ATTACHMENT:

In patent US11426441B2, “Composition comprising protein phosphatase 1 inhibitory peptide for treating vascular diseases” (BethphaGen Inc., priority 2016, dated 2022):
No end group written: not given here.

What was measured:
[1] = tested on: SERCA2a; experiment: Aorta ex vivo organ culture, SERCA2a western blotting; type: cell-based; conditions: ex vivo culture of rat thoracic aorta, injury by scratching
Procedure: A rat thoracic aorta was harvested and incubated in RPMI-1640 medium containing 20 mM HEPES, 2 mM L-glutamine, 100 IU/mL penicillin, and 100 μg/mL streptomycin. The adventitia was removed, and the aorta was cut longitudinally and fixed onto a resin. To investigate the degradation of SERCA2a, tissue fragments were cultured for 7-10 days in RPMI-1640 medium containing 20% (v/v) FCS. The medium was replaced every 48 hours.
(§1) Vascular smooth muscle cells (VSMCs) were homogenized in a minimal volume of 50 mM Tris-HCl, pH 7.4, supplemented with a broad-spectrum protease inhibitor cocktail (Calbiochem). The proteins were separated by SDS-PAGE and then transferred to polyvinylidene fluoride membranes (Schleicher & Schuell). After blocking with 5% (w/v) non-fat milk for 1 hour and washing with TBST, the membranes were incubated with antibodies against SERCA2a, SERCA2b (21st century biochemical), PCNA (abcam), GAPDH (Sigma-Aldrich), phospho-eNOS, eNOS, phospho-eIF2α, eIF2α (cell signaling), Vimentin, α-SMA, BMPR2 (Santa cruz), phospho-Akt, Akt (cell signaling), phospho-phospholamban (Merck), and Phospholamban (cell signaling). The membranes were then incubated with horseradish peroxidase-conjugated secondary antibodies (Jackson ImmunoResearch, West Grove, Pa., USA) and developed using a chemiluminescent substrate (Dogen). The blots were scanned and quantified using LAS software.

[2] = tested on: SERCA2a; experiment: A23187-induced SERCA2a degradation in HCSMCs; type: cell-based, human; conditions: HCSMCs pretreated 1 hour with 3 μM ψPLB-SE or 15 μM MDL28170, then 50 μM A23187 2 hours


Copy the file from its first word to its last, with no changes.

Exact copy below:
In patent US11426441B2, “Composition comprising protein phosphatase 1 inhibitory peptide for treating vascular diseases” (BethphaGen Inc., priority 2016, dated 2022):
No end group written: not given here.

What was measured:
[1] = tested on: SERCA2a; experiment: Aorta ex vivo organ culture, SERCA2a western blotting; type: cell-based; conditions: ex vivo culture of rat thoracic aorta, injury by scratching
Procedure: A rat thoracic aorta was harvested and incubated in RPMI-1640 medium containing 20 mM HEPES, 2 mM L-glutamine, 100 IU/mL penicillin, and 100 μg/mL streptomycin. The adventitia was removed, and the aorta was cut longitudinally and fixed onto a resin. To investigate the degradation of SERCA2a, tissue fragments were cultured for 7-10 days in RPMI-1640 medium containing 20% (v/v) FCS. The medium was replaced every 48 hours.
(§1) Vascular smooth muscle cells (VSMCs) were homogenized in a minimal volume of 50 mM Tris-HCl, pH 7.4, supplemented with a broad-spectrum protease inhibitor cocktail (Calbiochem). The proteins were separated by SDS-PAGE and then transferred to polyvinylidene fluoride membranes (Schleicher & Schuell). After blocking with 5% (w/v) non-fat milk for 1 hour and washing with TBST, the membranes were incubated with antibodies against SERCA2a, SERCA2b (21st century biochemical), PCNA (abcam), GAPDH (Sigma-Aldrich), phospho-eNOS, eNOS, phospho-eIF2α, eIF2α (cell signaling), Vimentin, α-SMA, BMPR2 (Santa cruz), phospho-Akt, Akt (cell signaling), phospho-phospholamban (Merck), and Phospholamban (cell signaling). The membranes were then incubated with horseradish peroxidase-conjugated secondary antibodies (Jackson ImmunoResearch, West Grove, Pa., USA) and developed using a chemiluminescent substrate (Dogen). The blots were scanned and quantified using LAS software.

[2] = tested on: SERCA2a; experiment: A23187-induced SERCA2a degradation in HCSMCs; type: cell-based, human; conditions: HCSMCs pretreated 1 hour with 3 μM ψPLB-SE or 15 μM MDL28170, then 50 μM A23187 2 hours